The Evolution of Aerospace Materials

Updated: Nov 18, 2019

By William Huang


When you watch an airplane fly overhead, you might wonder, “Hmm, how does that thing fly?” Most people think of the engine as the driving force of this amazing machine. Although this is true, the materials that make up the plane structures, such as airfoils, skin, nose, etc. are an essential part as well.


Since the beginning of flight in 1903, scientists and engineers have continually looked toward new and improved aerospace materials. These materials must be specially designed and implemented for various purposes. Researchers often consider weight, strength, stiffness, temperature and corrosive resistance, and cost efficiency. Arguably the most important factor to consider is weight. Reducing the weight of an aircraft is essential to improving fuel efficiency, increasing speed, and decreasing air pollution. This has led to the evolution from cloth and wood to complex alloys, carbon fibers, and more. Let’s take a look into the past, present, and potential future of aerospace materials.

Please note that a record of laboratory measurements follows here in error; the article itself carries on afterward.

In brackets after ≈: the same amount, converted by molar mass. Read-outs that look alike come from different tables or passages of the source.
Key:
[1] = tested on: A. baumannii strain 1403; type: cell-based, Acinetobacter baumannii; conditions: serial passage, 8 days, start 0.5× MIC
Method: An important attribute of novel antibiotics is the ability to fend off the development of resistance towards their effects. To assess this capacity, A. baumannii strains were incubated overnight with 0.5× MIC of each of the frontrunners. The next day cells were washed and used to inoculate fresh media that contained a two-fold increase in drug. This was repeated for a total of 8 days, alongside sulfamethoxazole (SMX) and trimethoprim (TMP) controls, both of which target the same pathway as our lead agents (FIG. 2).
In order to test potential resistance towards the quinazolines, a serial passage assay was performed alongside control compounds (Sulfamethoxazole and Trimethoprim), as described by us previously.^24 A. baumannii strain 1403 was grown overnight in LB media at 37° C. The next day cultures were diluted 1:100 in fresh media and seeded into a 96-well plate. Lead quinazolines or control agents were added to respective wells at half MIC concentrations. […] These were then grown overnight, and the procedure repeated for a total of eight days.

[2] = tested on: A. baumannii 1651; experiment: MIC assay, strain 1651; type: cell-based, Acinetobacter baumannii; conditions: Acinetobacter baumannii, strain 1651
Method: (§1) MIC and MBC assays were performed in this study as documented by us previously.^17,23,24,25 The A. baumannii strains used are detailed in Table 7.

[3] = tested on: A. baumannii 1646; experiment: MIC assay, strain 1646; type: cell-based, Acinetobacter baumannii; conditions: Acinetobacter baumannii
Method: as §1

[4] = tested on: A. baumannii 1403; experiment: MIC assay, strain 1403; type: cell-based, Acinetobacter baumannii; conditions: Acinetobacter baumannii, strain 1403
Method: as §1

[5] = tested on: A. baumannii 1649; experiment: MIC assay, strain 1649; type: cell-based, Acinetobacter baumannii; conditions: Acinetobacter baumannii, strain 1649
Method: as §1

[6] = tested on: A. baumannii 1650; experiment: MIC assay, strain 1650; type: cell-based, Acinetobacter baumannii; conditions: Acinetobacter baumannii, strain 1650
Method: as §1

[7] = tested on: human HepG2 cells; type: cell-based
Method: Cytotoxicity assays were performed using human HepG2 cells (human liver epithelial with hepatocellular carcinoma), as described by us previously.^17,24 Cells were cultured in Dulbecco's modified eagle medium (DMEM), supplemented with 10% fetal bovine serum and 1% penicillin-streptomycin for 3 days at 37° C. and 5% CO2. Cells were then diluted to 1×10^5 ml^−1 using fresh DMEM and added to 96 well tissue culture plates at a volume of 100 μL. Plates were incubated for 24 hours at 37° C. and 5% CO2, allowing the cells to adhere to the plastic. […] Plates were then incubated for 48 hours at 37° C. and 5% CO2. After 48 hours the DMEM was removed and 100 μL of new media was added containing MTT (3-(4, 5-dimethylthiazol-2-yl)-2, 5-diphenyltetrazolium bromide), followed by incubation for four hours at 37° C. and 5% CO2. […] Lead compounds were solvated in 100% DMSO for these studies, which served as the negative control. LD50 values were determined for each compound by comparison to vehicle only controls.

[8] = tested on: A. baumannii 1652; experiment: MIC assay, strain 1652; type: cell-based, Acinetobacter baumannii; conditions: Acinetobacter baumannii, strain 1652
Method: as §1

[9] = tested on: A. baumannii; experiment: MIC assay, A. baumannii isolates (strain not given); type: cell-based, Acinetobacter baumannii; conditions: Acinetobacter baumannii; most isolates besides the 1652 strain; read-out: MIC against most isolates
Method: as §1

What WAS used back then?


Let’s go back to December 17, 1903, the first ever successful powered, controlled flight by the Wright Brothers. The materials used in the airplane were fairly simple: wood for the airframe, muslin cloth for the skin, and aluminum for the engine. The airframe is the main body of the aircraft and the skin is the outer covering. As you can see, the materials that were used were light-weight, relatively inexpensive, and just strong enough to hold an airplane together. However, they were not very durable; a small tear could easily form in the cloth and a small fire could quickly burn it to the ground. Over the next decade, cloth was taken out of the picture and replaced with plywood for the skin, which is slightly heavier, but much stronger and has greater uniform strength along the grains than solid wood.


Eventually, with WWII spurring rapid progress in aerospace design, aluminum became the most popular material due to its lightweight, great strength, and cheap, easy production. In fact, forty years ago, almost everything from the main body to the engine was made of pure aluminum; that’s about 70% of the aircraft! Additionally, when exposed to air, the metal forms a thin aluminum oxide coating that acts as a natural anti-corrosion mechanism. Despite this, new, more complex materials were beginning to be used, such as titanium, graphite, fiberglass, and other composites and alloys. Although in relatively small quantities, these new materials began to take over the industry.